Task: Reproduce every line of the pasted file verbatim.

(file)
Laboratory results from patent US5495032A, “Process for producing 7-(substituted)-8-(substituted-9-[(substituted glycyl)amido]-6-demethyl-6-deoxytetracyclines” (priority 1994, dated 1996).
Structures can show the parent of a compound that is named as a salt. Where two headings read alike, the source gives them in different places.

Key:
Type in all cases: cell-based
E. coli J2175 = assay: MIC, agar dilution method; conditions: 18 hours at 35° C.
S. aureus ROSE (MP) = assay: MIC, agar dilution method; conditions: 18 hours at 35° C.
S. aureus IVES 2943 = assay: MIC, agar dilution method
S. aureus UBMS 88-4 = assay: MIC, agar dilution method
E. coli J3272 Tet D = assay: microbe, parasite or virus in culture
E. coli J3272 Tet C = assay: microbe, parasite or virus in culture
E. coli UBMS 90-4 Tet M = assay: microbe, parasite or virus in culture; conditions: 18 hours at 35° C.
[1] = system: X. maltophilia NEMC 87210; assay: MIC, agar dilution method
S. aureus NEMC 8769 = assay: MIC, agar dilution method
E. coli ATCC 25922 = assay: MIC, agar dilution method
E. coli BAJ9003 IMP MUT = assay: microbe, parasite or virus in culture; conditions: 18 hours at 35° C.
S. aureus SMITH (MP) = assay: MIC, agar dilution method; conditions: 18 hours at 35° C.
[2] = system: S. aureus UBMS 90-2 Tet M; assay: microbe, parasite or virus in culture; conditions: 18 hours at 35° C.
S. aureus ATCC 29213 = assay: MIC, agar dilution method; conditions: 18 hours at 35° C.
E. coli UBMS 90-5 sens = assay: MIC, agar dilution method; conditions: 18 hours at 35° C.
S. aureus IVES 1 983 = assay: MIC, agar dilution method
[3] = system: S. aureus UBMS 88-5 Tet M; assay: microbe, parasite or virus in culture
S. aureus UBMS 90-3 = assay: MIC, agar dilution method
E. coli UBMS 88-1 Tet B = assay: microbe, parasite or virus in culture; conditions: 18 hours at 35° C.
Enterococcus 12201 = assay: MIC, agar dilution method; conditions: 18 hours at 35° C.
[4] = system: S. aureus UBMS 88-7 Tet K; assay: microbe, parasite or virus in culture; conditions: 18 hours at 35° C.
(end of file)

Laboratory results from patent US5495032A, “Process for producing 7-(substituted)-8-(substituted-9-[(substituted glycyl)amido]-6-demethyl-6-deoxytetracyclines” (priority 1994, dated 1996).
Structures can show the parent of a compound that is named as a salt. Where two headings read alike, the source gives them in different places.

Key:
Type in all cases: cell-based
E. coli J2175 = assay: MIC, agar dilution method; conditions: 18 hours at 35° C.
S. aureus ROSE (MP) = assay: MIC, agar dilution method; conditions: 18 hours at 35° C.
S. aureus IVES 2943 = assay: MIC, agar dilution method
S. aureus UBMS 88-4 = assay: MIC, agar dilution method
E. coli J3272 Tet D = assay: microbe, parasite or virus in culture
E. coli J3272 Tet C = assay: microbe, parasite or virus in culture
E. coli UBMS 90-4 Tet M = assay: microbe, parasite or virus in culture; conditions: 18 hours at 35° C.
[1] = system: X. maltophilia NEMC 87210; assay: MIC, agar dilution method
S. aureus NEMC 8769 = assay: MIC, agar dilution method
E. coli ATCC 25922 = assay: MIC, agar dilution method
E. coli BAJ9003 IMP MUT = assay: microbe, parasite or virus in culture; conditions: 18 hours at 35° C.
S. aureus SMITH (MP) = assay: MIC, agar dilution method; conditions: 18 hours at 35° C.
[2] = system: S. aureus UBMS 90-2 Tet M; assay: microbe, parasite or virus in culture; conditions: 18 hours at 35° C.
S. aureus ATCC 29213 = assay: MIC, agar dilution method; conditions: 18 hours at 35° C.
E. coli UBMS 90-5 sens = assay: MIC, agar dilution method; conditions: 18 hours at 35° C.
S. aureus IVES 1 983 = assay: MIC, agar dilution method
[3] = system: S. aureus UBMS 88-5 Tet M; assay: microbe, parasite or virus in culture
S. aureus UBMS 90-3 = assay: MIC, agar dilution method
E. coli UBMS 88-1 Tet B = assay: microbe, parasite or virus in culture; conditions: 18 hours at 35° C.
Enterococcus 12201 = assay: MIC, agar dilution method; conditions: 18 hours at 35° C.
[4] = system: S. aureus UBMS 88-7 Tet K; assay: microbe, parasite or virus in culture; conditions: 18 hours at 35° C.